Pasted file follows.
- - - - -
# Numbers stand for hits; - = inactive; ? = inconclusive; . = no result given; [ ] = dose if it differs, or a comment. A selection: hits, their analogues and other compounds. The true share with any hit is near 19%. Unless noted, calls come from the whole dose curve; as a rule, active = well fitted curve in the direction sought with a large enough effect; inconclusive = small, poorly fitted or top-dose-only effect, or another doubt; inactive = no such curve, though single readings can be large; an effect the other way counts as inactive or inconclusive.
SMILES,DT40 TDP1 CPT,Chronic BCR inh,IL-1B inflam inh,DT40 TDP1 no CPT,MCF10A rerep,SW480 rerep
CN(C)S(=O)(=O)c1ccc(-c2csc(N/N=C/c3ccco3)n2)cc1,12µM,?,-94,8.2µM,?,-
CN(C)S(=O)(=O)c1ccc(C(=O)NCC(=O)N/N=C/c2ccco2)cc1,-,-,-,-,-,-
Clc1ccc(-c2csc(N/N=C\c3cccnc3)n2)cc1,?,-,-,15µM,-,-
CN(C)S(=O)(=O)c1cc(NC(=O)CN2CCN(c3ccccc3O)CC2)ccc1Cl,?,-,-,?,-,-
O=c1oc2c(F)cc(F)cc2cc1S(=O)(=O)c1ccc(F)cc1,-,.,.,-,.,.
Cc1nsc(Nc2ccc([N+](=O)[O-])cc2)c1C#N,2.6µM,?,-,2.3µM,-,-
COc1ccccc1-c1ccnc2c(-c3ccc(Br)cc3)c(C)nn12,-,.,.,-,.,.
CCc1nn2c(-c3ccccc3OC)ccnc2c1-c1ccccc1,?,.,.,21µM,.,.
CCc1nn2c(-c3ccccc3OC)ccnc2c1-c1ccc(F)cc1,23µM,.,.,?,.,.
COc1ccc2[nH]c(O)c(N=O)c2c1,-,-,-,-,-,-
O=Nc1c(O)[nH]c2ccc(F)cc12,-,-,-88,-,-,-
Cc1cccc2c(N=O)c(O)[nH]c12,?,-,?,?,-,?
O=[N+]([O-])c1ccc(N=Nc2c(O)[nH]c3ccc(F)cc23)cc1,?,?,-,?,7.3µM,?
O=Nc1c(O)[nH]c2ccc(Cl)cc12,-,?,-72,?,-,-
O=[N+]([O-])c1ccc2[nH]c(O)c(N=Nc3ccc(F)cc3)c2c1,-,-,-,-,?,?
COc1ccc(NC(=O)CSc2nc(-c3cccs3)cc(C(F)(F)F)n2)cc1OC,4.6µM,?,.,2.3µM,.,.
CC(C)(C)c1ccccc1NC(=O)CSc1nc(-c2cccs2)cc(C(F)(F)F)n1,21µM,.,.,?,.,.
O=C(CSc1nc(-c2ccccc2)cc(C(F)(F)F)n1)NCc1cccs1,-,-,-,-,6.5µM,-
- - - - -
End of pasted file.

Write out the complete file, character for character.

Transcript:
# Numbers stand for hits; - = inactive; ? = inconclusive; . = no result given; [ ] = dose if it differs, or a comment. A selection: hits, their analogues and other compounds. The true share with any hit is near 19%. Unless noted, calls come from the whole dose curve; as a rule, active = well fitted curve in the direction sought with a large enough effect; inconclusive = small, poorly fitted or top-dose-only effect, or another doubt; inactive = no such curve, though single readings can be large; an effect the other way counts as inactive or inconclusive.
SMILES,DT40 TDP1 CPT,Chronic BCR inh,IL-1B inflam inh,DT40 TDP1 no CPT,MCF10A rerep,SW480 rerep
CN(C)S(=O)(=O)c1ccc(-c2csc(N/N=C/c3ccco3)n2)cc1,12µM,?,-94,8.2µM,?,-
CN(C)S(=O)(=O)c1ccc(C(=O)NCC(=O)N/N=C/c2ccco2)cc1,-,-,-,-,-,-
Clc1ccc(-c2csc(N/N=C\c3cccnc3)n2)cc1,?,-,-,15µM,-,-
CN(C)S(=O)(=O)c1cc(NC(=O)CN2CCN(c3ccccc3O)CC2)ccc1Cl,?,-,-,?,-,-
O=c1oc2c(F)cc(F)cc2cc1S(=O)(=O)c1ccc(F)cc1,-,.,.,-,.,.
Cc1nsc(Nc2ccc([N+](=O)[O-])cc2)c1C#N,2.6µM,?,-,2.3µM,-,-
COc1ccccc1-c1ccnc2c(-c3ccc(Br)cc3)c(C)nn12,-,.,.,-,.,.
CCc1nn2c(-c3ccccc3OC)ccnc2c1-c1ccccc1,?,.,.,21µM,.,.
CCc1nn2c(-c3ccccc3OC)ccnc2c1-c1ccc(F)cc1,23µM,.,.,?,.,.
COc1ccc2[nH]c(O)c(N=O)c2c1,-,-,-,-,-,-
O=Nc1c(O)[nH]c2ccc(F)cc12,-,-,-88,-,-,-
Cc1cccc2c(N=O)c(O)[nH]c12,?,-,?,?,-,?
O=[N+]([O-])c1ccc(N=Nc2c(O)[nH]c3ccc(F)cc23)cc1,?,?,-,?,7.3µM,?
O=Nc1c(O)[nH]c2ccc(Cl)cc12,-,?,-72,?,-,-
O=[N+]([O-])c1ccc2[nH]c(O)c(N=Nc3ccc(F)cc3)c2c1,-,-,-,-,?,?
COc1ccc(NC(=O)CSc2nc(-c3cccs3)cc(C(F)(F)F)n2)cc1OC,4.6µM,?,.,2.3µM,.,.
CC(C)(C)c1ccccc1NC(=O)CSc1nc(-c2cccs2)cc(C(F)(F)F)n1,21µM,.,.,?,.,.
O=C(CSc1nc(-c2ccccc2)cc(C(F)(F)F)n1)NCc1cccs1,-,-,-,-,6.5µM,-